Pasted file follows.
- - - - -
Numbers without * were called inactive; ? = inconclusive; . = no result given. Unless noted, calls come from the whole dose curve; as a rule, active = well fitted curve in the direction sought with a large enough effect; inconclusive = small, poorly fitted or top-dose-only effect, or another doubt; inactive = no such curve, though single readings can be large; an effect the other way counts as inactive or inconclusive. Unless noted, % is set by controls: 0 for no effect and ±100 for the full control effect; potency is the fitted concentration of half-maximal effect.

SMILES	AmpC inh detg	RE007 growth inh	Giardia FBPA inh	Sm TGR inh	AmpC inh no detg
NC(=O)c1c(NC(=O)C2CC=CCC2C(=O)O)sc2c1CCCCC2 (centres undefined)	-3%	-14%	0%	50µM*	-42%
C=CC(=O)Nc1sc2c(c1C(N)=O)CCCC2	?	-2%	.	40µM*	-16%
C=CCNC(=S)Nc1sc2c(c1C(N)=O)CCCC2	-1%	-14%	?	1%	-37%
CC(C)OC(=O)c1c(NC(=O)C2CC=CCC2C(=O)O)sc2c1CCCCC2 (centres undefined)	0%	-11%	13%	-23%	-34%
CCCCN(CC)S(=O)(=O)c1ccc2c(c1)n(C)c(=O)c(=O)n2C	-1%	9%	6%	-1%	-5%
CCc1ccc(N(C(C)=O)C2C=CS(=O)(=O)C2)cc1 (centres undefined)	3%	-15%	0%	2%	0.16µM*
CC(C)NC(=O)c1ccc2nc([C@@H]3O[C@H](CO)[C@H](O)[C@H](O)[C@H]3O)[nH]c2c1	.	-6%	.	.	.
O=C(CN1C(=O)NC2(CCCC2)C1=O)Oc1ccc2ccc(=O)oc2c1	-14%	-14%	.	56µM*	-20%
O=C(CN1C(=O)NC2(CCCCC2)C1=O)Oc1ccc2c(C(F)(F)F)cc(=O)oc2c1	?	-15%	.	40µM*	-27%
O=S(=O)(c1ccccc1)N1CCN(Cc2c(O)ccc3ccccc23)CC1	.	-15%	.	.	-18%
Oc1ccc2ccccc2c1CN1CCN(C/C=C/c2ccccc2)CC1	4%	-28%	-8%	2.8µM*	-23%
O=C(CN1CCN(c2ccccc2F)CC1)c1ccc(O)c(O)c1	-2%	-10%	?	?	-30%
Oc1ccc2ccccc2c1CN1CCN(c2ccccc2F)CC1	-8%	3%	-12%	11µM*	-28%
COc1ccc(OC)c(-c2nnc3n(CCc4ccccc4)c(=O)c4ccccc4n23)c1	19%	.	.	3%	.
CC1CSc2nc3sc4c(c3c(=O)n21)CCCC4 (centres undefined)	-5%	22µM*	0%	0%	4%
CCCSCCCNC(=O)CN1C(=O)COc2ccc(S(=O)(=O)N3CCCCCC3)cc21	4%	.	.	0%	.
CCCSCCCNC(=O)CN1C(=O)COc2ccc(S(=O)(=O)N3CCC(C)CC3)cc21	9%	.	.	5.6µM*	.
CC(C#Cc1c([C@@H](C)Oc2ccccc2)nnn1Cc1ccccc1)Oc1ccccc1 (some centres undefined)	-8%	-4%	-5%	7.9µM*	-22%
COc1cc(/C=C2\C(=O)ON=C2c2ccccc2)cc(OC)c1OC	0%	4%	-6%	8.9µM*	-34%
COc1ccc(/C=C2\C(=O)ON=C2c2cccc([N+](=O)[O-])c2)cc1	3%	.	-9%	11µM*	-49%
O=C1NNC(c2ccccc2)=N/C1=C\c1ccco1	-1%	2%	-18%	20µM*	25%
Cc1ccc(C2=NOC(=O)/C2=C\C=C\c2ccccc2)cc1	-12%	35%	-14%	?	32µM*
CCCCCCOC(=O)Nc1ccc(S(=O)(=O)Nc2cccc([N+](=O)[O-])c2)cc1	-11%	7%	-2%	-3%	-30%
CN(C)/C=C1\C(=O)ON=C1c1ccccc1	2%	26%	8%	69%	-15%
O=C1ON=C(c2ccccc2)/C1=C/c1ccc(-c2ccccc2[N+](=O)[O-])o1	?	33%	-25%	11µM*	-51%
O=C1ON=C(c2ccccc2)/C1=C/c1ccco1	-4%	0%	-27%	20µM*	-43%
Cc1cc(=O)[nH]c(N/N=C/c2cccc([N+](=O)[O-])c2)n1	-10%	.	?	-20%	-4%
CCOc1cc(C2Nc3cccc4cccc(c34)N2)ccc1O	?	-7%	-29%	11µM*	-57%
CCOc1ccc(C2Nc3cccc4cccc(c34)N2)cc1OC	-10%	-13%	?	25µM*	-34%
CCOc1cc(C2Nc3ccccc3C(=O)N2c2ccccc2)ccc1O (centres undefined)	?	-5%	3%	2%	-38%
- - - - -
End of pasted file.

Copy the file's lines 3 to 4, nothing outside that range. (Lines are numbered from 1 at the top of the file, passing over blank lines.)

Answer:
NC(=O)c1c(NC(=O)C2CC=CCC2C(=O)O)sc2c1CCCCC2 (centres undefined)	-3%	-14%	0%	50µM*	-42%
C=CC(=O)Nc1sc2c(c1C(N)=O)CCCC2	?	-2%	.	40µM*	-16%